Athens News, October 14, 1982
American singer rock 'n' rolls to Russians
Mikhail Barishnikov, Martina Navritilova and Rudolf Nuryev left Soviet-bloc countries to live in the United States. They became media celebrities here, and newspapers, magazines and television used their defections to hint that many Czechs and Russians prefer American freedom to Soviet communism.
Some Americans, however, choose to live in socialist countries. One example is pop-singer and movie star Dean Reed, the most famous American in Eastern Europe and Soviet Union. In fact, Dean Reed is one of the most popular singers in the world. His records sell by the millions in socialist countries and Latin America. In Moscow, he receives police protection from zealous fans. His movies, like the recent "Sing, Cowboy, Sing," are as popular as his songs. Yet, he remains unknown in his own country. Born and raised in Denver, the 44-year-old Reed now lives in East Germany.
Athens filmmaker Will Roberts knows Dean Reed. Roberts has devoted the last two years to "American Rebel," his documentary that will introduce the world famous singer to America. Now editing, Roberts hopes to premiere the film in April, 1983 at the Filmex in Los Angeles. "American Rebel" will be his third film. His first, "Men's Lives," explores the pressures of growing up male in America. It won an Acadamy Award for best student documentary in 1975. "Between Men," his second film, analyzed the relationship between masculinity and the military. Ironically, it won the George Washington Honor Medal in 1979 from the Freedoms Foundation in Valley Forge, Pa. and the Diploma at the 1979 Moscow International Film Festival.
Roberts first encountered Reed at the 1979 Moscow Film Festival. "My Soviet interpreter pointed Dean out and couldn't believe I had never heard of him." That sparked his interest. Soon Roberts begans studying scrapbooks fans hat sent Reed, and speaking with the singer himself. Eventually, Reed came to Athens last summer for interviewing.
Researching and shooting "American Rebel" has made Roberts an expert on Dean Reed's life. He has a large amount of fan club paraphanalia collected for the film: stills, records, buttons, sheet music, press books, newspaper and magazine clippings. Juxtaposed among Reed's socialist awards is his Kiwanis Club commendation he received as a high school senior.
In the early '60s Reed released 15 rock & roll singles for Capitol records. After appearances on "Bachelor Father" and the "Dick Clark Show," he toured Latin America. His third record "Our Summer Romance" had become, in Robert's words, "the biggest hit South America had ever seen." He settled in Argentina hosting a television variety show, "The Dean Reed Hour."
He went to Italy in 1966 and appeared in eight spaghetti westerns. In 1970 he traveled to Chile, campaigning for Salvador Allende's Unidad Popular Party. Three days before the election, police arrested Reed in front of the United States embassy. As he told Roberts, he felt that America needed to wash itself of Vietnamese blood. He was arrested as he laundered an American flag outside the embassy gates. Some political commentators later said Reed's theatrics provided the 1 percent margin needed for Allende's victory, Roberts added.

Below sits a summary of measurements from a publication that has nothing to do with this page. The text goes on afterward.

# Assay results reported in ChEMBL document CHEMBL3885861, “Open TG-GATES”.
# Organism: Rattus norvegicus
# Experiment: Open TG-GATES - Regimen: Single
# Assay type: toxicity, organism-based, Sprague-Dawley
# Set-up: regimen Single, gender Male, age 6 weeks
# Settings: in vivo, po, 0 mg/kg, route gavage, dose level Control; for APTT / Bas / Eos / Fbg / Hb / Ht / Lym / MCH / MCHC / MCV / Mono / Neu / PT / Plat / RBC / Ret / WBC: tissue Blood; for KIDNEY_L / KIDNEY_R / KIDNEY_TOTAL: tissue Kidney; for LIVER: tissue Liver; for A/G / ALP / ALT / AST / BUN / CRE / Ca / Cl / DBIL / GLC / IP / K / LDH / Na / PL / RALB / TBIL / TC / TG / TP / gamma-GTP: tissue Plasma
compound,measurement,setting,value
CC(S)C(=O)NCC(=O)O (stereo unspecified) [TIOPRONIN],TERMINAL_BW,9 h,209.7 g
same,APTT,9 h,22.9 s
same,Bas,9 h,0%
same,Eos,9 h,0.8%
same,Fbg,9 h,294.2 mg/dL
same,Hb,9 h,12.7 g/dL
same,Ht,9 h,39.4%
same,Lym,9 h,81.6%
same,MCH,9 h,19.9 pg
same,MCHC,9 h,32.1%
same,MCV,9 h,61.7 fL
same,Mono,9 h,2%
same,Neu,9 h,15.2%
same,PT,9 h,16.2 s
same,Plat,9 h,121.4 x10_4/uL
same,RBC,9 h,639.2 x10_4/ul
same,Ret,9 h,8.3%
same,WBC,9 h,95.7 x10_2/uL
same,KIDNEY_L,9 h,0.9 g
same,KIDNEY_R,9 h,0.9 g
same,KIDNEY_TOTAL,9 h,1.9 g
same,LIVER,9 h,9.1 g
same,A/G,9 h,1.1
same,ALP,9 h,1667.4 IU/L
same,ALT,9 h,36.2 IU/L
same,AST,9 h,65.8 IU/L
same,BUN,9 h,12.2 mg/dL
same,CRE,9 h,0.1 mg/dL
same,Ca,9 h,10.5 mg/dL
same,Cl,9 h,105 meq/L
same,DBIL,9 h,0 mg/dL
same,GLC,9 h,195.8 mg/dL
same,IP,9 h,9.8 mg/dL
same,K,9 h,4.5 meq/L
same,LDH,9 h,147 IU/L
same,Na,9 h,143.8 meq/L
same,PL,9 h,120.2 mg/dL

In 1972 Reed went to East Germany and began starring in films. He wrote and acted in "Bloodbrothers," a film based on a massacre of Sand Creek Indians outside of Denver. He stars in many westerns, shown in the Soviet-bloc and filmed in Bulgaria. His third wife, Renate Blume, is one of the most famous actresses in eastern Europe. She appeared as Jenny Marx in the 8-hour film spectacular "Marx: The Early Years." She and Reed have received the Order of Lenin for Art and Literature from the Soviet Government.
International attention focused on Reed in November 1978. Invited to speak at the University of Minnesota, he participated in a protest against a utility company, in Delano, Minn. that was building power lines across nearlby farmland. After his arrest he spent 11 days in jail with 19 other protestors. Soviet television presented its viewers with daily coverage of the Reed's internment and trial. Roberts said, "It's as if Elvis Presley had been imprisoned in the Soviet Union." Tass, Soviet news agency, sent a correspondent to Minnesota, to report on Reed as a "political prisoner." A jury acquitted Reed and the farmers of trespassing charges.
Many of Reed's friends and family have been interviewed for Robert's 90-minute documentary. In Los Angeles he spoke with Paton Price, Reed's acting teacher, who called Reed an "extremely charismatic man, whose greatest strength is his love for others." Roberts also traveled to Las Vegas to question Reed's father, Cyril, who plays the slot machines and sends his son anti-communist literature. Roberts recently returned from Hawaii, where he spoke with Reed's mother, a Honolulu feminist, and the only one of Reed's family to visit him in Germany.
By David Palmieri